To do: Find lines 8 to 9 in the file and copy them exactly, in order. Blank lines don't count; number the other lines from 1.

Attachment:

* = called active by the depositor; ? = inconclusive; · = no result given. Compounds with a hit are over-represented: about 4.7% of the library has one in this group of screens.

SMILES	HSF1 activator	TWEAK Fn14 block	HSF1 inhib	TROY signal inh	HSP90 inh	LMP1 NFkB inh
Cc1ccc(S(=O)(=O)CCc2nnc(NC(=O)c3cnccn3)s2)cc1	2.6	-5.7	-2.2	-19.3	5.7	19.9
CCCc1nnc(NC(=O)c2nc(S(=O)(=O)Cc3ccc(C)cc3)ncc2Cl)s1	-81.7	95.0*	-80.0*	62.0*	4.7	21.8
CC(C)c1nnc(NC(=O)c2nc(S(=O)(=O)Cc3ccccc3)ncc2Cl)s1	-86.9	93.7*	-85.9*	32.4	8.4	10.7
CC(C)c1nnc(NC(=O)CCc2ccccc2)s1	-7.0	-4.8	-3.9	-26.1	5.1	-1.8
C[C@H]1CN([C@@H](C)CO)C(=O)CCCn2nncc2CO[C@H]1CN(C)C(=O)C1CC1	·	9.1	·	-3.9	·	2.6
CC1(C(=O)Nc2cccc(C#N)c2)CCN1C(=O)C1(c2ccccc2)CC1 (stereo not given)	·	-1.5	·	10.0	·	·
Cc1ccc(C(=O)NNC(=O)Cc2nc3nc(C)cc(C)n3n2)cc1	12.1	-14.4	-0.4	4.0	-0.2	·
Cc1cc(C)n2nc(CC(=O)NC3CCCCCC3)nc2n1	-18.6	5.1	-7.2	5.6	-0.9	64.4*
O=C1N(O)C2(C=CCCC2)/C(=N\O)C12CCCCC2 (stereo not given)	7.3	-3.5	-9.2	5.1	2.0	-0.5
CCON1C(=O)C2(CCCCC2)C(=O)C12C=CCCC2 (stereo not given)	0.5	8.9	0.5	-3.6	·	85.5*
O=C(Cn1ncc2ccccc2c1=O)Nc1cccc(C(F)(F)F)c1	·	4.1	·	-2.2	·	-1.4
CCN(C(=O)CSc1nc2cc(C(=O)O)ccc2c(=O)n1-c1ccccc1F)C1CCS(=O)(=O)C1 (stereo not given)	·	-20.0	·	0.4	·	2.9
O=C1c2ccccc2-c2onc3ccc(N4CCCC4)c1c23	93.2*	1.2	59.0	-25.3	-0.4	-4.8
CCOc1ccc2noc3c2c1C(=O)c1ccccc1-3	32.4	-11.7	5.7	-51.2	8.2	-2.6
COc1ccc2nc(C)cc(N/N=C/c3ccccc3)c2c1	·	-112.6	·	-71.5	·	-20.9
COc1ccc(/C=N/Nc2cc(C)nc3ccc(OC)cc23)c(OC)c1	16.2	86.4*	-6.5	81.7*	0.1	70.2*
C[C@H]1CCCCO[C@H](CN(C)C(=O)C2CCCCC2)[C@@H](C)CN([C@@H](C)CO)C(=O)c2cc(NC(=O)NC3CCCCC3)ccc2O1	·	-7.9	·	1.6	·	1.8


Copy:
CC1(C(=O)Nc2cccc(C#N)c2)CCN1C(=O)C1(c2ccccc2)CC1 (stereo not given)	·	-1.5	·	10.0	·	·
Cc1ccc(C(=O)NNC(=O)Cc2nc3nc(C)cc(C)n3n2)cc1	12.1	-14.4	-0.4	4.0	-0.2	·